Proper handling of your camping food is critical for the safety of you and your campmates. Knowing how to pack a cooler for camping is easy with these genius tips and hacks!
Packing A Cooler For Camping
Have you ever thought about how to pack a cooler efficiently?
Avoiding cross-contamination, keeping coolers cold while camping and keeping food dry are all important camping tips we’ll discuss.
Food Safety Cooler Storage
The best way to protect perishable food items from bacteria and cross-contamination is to use a separate cooler for meats, eggs and other foods in case of leaks. Then use another smaller cooler to hold condiments, vegetables, butter etc.
When it comes to food cooler organizer ideas, there are two theories on the order to pack the layers in a cooler for camping food safety: FILO and RMAB
Camping Cooler Packing Theory 1: FILO
Some people like to keep meals together placing the meals they will eat at the end of the trip at the bottom of the cooler and work backwards.
In other words, FILO … first in, last out.
On a personal note, my husband and I had a catering business for years and would have failed a health safety inspection if we ever stored raw meat above vegetables so I can’t bring myself to use this method.
I can’t even begin to think about raw chicken liquid dripping into my leafy green lettuce no matter how tight the container lid happens to fit … um, not happening!
Camping Cooler Packing Theory 2: RMAB
Some people, like me, are concerned with where they are storing raw meat in coolers.
They pack their coolers with raw meats at the bottom and build up the contents of the cooler ending with the least temperature-sensitive foods (like vegetables) towards the top.
In other words, RMAB … raw meats at bottom.
Keeping your cooler organized is a great start to keeping your entire campsite clean and clutter-free! Get more tips on camping organization for the rest of your gear.
Keep Food Dry In Cooler
Knowing how to keep food dry in coolers is essential to having a “healthy cooler” … here are 6 simple ideas.
- Use the drain spout. As the ice in the cooler melts, drain it and replenish with more ice.
- Use waterproof plastic containers. Placing your food items in re-sealable plastic bags and food storage containers with tight-fitting lids will prevent water from getting in your food.
- Use a cooler basket. Food placed in a cooler basket that is above the ice will stay dry but be mindful of keeping it at safe temperatures too.
- Use an electric cooler. A 12 volt cooler can be plugged into a vehicle’s 12v cigarette lighter but has limited space so you may want to put meats and critical temperature foods in it … while storing other non-critical foods (like fruits and veggies) in a regular cooler.
- Use alternatives to ice. If you don’t want to worry about water from melting ice, you can use freezer packs instead.
- Use frozen water bottles. If you are carrying bottled water on your trip, you can freeze it in advance … as the bottles defrost, they continue to provide the “cold” without the “wet” of ice cubes. This is one of my favorite camping cooler hacks to prevent soggy food.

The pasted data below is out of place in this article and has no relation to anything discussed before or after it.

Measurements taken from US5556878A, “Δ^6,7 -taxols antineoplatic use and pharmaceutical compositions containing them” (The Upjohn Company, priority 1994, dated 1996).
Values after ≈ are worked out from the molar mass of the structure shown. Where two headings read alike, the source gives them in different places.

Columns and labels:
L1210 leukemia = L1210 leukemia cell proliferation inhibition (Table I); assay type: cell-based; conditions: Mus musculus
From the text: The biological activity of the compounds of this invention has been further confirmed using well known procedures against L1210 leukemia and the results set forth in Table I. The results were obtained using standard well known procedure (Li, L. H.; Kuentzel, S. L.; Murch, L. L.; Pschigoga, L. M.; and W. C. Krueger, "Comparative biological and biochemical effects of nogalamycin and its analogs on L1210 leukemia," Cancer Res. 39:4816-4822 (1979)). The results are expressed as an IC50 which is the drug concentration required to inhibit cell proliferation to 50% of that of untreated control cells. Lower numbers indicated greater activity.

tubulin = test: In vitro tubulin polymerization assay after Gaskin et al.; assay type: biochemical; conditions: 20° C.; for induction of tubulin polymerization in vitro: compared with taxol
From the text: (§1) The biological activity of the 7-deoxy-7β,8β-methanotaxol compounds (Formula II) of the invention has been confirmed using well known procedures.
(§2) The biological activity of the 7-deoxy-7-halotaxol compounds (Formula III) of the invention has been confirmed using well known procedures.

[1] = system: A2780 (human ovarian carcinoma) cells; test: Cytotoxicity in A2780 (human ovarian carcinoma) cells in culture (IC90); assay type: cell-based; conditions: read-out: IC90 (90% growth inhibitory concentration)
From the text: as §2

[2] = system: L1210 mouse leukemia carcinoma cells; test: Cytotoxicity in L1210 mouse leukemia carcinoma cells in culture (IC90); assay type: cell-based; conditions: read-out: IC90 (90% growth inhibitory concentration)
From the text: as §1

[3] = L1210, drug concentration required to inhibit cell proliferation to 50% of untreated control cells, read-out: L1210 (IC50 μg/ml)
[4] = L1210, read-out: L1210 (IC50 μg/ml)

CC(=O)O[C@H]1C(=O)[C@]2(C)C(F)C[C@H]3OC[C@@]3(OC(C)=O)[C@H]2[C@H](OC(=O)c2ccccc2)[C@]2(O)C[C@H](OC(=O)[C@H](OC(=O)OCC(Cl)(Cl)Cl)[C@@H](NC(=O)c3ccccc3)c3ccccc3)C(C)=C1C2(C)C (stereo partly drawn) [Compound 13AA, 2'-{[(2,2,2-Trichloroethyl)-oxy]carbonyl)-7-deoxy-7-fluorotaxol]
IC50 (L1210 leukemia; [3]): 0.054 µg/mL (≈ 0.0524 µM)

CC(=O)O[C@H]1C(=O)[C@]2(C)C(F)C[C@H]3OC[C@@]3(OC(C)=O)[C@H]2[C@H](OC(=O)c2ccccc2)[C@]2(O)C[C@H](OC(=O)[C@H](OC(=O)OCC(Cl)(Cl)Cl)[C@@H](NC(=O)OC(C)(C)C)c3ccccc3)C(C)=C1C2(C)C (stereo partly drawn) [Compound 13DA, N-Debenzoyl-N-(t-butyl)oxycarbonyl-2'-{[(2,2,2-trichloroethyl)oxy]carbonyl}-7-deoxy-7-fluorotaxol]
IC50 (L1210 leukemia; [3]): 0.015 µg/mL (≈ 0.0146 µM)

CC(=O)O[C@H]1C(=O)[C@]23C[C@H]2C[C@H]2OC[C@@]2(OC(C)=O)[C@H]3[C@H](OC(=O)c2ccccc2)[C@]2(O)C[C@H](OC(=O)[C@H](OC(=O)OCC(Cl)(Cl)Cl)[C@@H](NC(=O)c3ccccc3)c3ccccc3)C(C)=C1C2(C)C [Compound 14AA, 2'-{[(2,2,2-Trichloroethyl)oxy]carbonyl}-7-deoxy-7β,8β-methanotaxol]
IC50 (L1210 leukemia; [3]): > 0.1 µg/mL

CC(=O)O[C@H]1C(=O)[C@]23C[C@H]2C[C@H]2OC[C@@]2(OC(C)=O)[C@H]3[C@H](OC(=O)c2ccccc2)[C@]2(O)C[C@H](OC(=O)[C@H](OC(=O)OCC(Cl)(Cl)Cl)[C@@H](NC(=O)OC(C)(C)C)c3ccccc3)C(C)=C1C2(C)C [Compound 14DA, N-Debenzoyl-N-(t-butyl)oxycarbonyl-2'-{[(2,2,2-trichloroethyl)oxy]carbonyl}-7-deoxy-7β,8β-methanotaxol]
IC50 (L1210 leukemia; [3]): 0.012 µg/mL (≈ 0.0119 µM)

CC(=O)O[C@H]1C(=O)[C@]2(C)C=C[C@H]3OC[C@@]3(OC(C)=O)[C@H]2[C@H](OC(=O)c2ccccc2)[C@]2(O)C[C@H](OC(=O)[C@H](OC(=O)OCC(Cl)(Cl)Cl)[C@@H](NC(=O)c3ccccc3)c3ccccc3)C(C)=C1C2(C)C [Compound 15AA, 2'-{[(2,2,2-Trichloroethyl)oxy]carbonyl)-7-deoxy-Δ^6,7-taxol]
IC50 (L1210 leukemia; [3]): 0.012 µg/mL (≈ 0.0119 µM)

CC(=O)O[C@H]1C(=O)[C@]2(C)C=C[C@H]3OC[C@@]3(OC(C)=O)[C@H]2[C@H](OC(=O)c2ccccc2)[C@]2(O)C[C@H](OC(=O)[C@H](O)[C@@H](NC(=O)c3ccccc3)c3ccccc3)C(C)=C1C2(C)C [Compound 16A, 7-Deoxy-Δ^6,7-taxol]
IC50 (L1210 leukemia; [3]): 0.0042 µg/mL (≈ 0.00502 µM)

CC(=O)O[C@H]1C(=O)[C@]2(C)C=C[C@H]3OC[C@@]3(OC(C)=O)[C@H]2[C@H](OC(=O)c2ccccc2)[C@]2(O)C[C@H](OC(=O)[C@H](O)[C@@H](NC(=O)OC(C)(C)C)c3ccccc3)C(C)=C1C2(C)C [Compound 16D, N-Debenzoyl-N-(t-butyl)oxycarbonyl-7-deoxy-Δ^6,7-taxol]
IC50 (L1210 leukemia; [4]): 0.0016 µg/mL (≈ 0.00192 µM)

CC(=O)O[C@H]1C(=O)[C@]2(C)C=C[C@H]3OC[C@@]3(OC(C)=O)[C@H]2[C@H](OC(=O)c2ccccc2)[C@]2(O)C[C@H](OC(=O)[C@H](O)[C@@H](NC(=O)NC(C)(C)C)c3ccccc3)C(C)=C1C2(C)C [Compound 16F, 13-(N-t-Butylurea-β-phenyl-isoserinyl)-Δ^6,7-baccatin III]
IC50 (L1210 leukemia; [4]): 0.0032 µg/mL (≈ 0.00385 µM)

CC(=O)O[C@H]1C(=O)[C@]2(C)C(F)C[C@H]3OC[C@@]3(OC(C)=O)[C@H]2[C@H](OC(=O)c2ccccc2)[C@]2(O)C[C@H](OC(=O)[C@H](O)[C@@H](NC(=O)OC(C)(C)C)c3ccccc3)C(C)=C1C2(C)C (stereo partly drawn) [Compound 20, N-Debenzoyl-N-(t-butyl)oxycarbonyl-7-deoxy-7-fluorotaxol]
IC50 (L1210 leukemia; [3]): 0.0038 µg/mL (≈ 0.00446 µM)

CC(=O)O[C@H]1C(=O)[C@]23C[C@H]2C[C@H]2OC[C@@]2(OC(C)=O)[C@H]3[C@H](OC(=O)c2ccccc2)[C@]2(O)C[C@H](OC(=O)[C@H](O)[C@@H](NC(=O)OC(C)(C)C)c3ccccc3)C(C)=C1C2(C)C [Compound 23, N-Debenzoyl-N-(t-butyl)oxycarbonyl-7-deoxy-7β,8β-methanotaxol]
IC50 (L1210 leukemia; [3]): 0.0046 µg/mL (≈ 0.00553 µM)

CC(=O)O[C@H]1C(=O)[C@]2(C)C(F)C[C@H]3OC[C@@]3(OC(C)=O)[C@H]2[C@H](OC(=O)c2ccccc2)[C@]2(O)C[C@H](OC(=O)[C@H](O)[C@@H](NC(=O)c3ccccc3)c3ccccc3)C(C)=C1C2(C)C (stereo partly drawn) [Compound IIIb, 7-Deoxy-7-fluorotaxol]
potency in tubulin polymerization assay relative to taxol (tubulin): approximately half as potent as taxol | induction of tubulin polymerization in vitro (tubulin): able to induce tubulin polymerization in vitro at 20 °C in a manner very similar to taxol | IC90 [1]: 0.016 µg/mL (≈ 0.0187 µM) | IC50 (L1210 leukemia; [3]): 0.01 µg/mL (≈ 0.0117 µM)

Ice And Ice Substitutes For Coolers
The larger the ice blocks, the longer they last but the more room they require leaving less space for food.
Ice packs are an ice substitute that last longer than ice made with water … they don’t create the need to drain the water from the cooler like regular ice does.
How To Keep Cooler Cold While Camping
Do you know how to keep food cold in a cooler for 2 days or more? It is critical that you know how to keep food cold while camping, we have an entire post to teach you all the tips and tricks!
A typical weekend camping trip requires a significant amount of cold-storage space … even if you are camping with a small group … but especially when you are making easy camping meals for large groups.
Tip 1. Pre-Cool/Freeze Food Before Your Camping Trip
Use the power and efficiency of your home refrigerator/freezer to thoroughly cool/freeze your food inside the containers you are taking on your trip.
I like to measure my recipe ingredients at home and only transport what I will be using to the campsite.
Why lug a big jar of mayo if I am only going to use 1/2 cup in a recipe?
I measure my ingredients and put them in the smallest possible food storage, tight-locking lid containers … then I place the containers in my home fridge the night before I pack them in my camping cooler or refrigerator.
I also freeze foods that I defrost at the campsite (like meats or reheat meals like chili.)
Placing these frozen items in my cooler or refrigerator helps keep the temperature down but it also requires timing considerations when defrosting.
I learned that lesson the hard way when my chicken breasts were not defrosted in time to make dinner so we ended up eating cheese and crackers that night. LOL
Tip 2. Pre-Cool Your Coolers
Make sure your coolers are pre-chilled and cold-soaked before packing them.
For ice-cooled coolers, fill with ice the night before your camping trip and keep them in a cool place (like inside an air conditioned house rather than a hot garage or attic.)
For powered coolers, refrigerators and freezers turn them on the day before your road trip and let them get down to temperature before adding food items.
Tip 3. Load Beverages In Separate Camping Coolers
Opening and closing a cooler is the fastest way to heat it up.
Beverages are in demand throughout the day while food is usually only accessed at mealtime.
So, keep your drinks in their own coolers and don’t drain the cold water from it as the ice melts UNLESS you are replacing it with more ice because empty space fills with warm air making ice melt even faster.
I prep my drinks cooler by storing it in the cold air of our air-conditioned house a few days before the trip. I pre-chill all of my drinks, soda, bottles of water and beer, in my home refrigerator too.